Major changes cause depression in dogs. It could be moving into a new house or place. Even having a new baby, spouse or another pet can cause depression.
But the biggest causes are the loss of an owner or a companion animal. In this article, the author related how her dogs went through depression after the death of another dog.
It was as though the dogs were grieving. They refused to go on walks, refused to eat and drink, and kept hiding.
#12: Stress and anxiety
Stress is not as common as other causes. But it can lead to your dog’s weight loss.
That’s because stress can decrease your German Shepherd’s appetite.
You need to be concerned about chronic stress.
Chronic stress weakens one’s immune system. Your German Shepherd becomes susceptible to infections.
#13: Kidney disease
Do not ignore the possibility of kidney disease if your dog is skinny. This is not like other conditions where weight loss is a symptom.
The disease may have already progressed before it is diagnosed. So when your dog is checked up, they have already lost weight.
Only then it becomes clear that the dog has been losing weight for quite some time. The condition worsens when the dog experiences vomiting, dehydration, and loss of appetite.
No wonder the dog becomes emaciated.
#14: Advanced heart disease
In advanced heart disease, your German Shepherd won’t lose weight abruptly.
Perhaps you won’t assume it’s heart disease because your dog gains weight. Only to find out that the gain weight is actually fluid accumulation.
What you should monitor is their loss of appetite and whether it’s making them skinny. If they have lost some weight, add calories to their food.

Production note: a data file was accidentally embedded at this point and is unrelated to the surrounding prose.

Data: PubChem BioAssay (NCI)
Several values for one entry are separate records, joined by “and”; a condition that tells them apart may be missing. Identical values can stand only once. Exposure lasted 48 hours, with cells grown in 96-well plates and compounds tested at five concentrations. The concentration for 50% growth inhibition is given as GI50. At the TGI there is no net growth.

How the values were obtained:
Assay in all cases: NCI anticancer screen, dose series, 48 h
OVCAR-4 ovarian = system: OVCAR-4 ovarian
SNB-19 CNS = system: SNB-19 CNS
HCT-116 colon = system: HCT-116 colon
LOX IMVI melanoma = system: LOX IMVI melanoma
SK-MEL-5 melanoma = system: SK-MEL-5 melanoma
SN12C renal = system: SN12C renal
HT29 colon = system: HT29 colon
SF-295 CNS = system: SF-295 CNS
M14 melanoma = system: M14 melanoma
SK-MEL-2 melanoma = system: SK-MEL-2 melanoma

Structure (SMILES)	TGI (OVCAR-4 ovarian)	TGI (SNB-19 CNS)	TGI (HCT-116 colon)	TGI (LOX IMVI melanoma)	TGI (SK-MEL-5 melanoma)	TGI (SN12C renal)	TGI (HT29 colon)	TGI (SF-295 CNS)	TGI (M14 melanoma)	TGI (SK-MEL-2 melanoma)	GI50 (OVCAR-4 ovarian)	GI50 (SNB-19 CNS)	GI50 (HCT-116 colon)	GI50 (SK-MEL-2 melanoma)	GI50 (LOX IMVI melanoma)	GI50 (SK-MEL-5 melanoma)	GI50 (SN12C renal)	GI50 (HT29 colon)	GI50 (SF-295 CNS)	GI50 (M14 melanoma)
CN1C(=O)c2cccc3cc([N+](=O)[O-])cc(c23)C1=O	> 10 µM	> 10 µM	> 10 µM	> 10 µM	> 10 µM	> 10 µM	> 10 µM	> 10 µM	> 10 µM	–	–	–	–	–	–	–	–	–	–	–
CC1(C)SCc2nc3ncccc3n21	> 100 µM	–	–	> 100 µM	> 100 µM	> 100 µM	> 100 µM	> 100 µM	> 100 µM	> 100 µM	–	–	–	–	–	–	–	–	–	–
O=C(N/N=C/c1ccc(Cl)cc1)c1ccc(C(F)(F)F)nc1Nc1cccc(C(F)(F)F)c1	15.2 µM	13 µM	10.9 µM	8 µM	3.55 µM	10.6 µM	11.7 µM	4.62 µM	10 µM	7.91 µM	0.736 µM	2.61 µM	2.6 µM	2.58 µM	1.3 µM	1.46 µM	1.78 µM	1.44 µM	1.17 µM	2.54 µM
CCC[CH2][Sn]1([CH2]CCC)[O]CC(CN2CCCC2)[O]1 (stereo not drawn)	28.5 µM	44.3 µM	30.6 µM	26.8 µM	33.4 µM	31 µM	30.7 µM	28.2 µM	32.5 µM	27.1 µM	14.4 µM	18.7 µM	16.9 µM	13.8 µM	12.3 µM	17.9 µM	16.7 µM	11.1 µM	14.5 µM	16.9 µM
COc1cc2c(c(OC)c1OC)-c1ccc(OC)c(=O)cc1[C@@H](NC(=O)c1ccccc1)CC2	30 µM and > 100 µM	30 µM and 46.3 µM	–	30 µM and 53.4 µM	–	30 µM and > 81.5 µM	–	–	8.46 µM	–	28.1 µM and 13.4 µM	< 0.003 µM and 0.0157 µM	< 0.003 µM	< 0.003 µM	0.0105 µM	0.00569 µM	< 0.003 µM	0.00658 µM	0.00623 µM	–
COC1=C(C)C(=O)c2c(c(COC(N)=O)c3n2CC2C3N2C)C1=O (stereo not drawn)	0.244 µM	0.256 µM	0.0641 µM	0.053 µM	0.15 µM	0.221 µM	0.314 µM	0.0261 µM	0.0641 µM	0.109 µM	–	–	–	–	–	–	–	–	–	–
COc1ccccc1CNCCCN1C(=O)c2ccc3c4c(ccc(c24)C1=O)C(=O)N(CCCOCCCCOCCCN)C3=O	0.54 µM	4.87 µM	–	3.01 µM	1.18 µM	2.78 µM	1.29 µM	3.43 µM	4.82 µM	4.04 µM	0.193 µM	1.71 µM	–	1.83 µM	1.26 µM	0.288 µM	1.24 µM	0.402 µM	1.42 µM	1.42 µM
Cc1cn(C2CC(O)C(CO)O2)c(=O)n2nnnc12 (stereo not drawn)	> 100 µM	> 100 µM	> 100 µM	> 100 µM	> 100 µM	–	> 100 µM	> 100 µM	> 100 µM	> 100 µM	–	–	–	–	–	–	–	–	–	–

If they gain weight, then it should be okay.
#15: Addison’s disease
Addison’s disease is yet another medical condition that could explain your dog’s weight loss.
This is caused by a decrease in hormone production from the other part of the adrenal gland. The adrenal glands are located near the kidneys.
Dogs with Addison’s disease exhibit lethargy, vomiting, unplanned weight loss, and diarrhea.
#16: Gastrointestinal disorders
Gastrointestinal disorders lead to your dog being skinny over time.
Vomiting and diarrhea prevent their bodies from getting the nutrients from their food.
Aside from these, dogs can suffer from malabsorption or maldigestion disorders. These disorders prevent the intestine from breaking down and absorbing nutrients from the food.
German Shepherds that suffer from these disorders are skinny. No matter how much food they eat, they won’t gain weight.
#17: Thyroid problems
Humans suffer from hormonal imbalance. So do dogs.
Your German Shepherd suffers from hormonal imbalance if they have thyroid problems.
As a result, their body experiences rapid metabolism. This leads to extreme weight loss.
11 tips if your German Shepherd is (too) skinny
#1: Give them the right food
This can’t be emphasized enough. The right food is one of the first steps in helping your dog gain weight.
After your vet rules out medical conditions, look at what you’re feeding your dog. The dog food may not contain the right calories your German Shepherd needs to gain weight.
You should give them between 1,272 to 2,100 calories a day. But this depends on their activity level.
Commercial dog food has 400 calories in a cup. This means you need to feed your dog 3-5 cups a day. Divide that into 2 meals.
Aside from all that, your dog food needs to be of high quality. It won’t help them even if they eat a high amount of low-quality food.
Also, avoid dog foods made of fillers. These have no nutritional value and may only worsen your dog’s condition.
#2: Give them food high in calories
Your German Shepherd deserves nothing but the best.
To help them gain weight, give them food with a high amount of calories. So when choosing their dog food, check the labels for calories.
As you may know, dog foods are not equal. Some may have more calories than others. Choose the one with higher calories and fat to help your pooch gain weight.
Warning: Don’t buy dog foods that are made of filler ingredients. Filler will not satisfy and make your German Shepherd healthy.
#3: Try puppy food
You can actually give your German Shepherd puppy food.
Consult with your vet first.
Why should we give our skinny dogs puppy food when they’re no longer puppies?